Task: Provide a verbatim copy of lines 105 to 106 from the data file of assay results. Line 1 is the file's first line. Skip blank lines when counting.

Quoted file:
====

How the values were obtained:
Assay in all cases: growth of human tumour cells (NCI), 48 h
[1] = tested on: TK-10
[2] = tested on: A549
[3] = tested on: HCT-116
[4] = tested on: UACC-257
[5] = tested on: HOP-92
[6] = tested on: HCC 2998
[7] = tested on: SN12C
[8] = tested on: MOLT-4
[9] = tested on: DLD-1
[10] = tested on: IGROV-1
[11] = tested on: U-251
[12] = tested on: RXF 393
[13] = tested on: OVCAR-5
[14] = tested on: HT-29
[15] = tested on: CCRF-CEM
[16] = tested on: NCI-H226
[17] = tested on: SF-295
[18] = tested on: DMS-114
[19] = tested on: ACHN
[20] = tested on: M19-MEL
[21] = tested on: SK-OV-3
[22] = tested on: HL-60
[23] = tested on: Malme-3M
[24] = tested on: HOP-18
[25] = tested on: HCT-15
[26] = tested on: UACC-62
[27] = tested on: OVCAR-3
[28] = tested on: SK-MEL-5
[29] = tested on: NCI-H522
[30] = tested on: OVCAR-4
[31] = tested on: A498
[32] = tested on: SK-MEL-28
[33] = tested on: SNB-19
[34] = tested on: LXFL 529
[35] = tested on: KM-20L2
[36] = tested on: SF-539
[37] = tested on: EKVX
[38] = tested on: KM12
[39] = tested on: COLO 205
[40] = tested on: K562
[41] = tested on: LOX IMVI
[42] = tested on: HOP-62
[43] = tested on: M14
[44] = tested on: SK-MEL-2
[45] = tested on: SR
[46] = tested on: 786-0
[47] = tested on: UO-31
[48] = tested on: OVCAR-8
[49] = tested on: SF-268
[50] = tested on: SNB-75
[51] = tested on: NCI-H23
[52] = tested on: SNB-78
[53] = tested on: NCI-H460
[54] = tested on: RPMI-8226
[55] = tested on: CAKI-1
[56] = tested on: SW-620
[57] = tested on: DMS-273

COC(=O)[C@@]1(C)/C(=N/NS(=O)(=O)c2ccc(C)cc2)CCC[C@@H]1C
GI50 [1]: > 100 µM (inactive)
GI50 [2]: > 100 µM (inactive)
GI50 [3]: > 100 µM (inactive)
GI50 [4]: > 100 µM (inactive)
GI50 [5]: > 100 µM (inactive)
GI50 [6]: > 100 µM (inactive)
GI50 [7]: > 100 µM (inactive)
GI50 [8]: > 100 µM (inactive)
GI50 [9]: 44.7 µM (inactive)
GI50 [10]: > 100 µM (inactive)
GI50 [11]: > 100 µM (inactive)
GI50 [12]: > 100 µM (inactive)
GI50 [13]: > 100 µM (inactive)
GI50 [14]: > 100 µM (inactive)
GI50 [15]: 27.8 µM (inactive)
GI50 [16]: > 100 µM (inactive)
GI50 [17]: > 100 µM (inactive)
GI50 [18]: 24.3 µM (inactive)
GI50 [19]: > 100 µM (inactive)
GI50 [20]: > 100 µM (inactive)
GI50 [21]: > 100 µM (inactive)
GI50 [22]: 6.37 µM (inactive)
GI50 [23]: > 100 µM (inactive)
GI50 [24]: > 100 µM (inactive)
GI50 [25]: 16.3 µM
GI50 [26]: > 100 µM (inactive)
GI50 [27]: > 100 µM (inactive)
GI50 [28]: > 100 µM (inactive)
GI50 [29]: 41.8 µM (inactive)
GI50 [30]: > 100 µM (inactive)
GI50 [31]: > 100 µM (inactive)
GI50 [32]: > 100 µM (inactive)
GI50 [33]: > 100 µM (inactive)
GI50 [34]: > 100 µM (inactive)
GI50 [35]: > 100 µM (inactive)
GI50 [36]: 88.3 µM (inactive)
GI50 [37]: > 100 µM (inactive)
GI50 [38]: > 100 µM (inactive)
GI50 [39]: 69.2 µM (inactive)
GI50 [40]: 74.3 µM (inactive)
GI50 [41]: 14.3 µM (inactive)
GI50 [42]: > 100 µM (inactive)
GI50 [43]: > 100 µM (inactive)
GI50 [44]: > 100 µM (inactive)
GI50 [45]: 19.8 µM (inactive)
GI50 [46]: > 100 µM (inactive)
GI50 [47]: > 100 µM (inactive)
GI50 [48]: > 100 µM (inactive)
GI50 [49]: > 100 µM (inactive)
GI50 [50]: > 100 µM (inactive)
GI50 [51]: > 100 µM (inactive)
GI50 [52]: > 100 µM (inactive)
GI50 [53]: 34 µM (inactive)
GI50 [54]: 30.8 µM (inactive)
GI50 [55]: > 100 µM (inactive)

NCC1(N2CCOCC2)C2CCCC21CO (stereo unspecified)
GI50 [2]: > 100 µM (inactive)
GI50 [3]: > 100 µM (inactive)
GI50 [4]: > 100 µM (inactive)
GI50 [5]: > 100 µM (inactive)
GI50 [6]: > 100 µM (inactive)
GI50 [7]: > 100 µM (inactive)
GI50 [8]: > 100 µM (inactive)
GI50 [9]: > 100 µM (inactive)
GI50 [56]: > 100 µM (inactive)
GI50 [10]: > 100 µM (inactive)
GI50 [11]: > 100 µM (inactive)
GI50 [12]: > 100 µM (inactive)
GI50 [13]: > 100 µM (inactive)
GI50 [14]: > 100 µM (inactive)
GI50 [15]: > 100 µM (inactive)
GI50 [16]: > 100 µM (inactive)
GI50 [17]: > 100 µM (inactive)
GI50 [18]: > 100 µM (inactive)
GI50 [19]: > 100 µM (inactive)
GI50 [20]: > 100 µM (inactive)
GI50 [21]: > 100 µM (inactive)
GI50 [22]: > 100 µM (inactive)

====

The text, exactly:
GI50 [45]: 19.8 µM (inactive)
GI50 [46]: > 100 µM (inactive)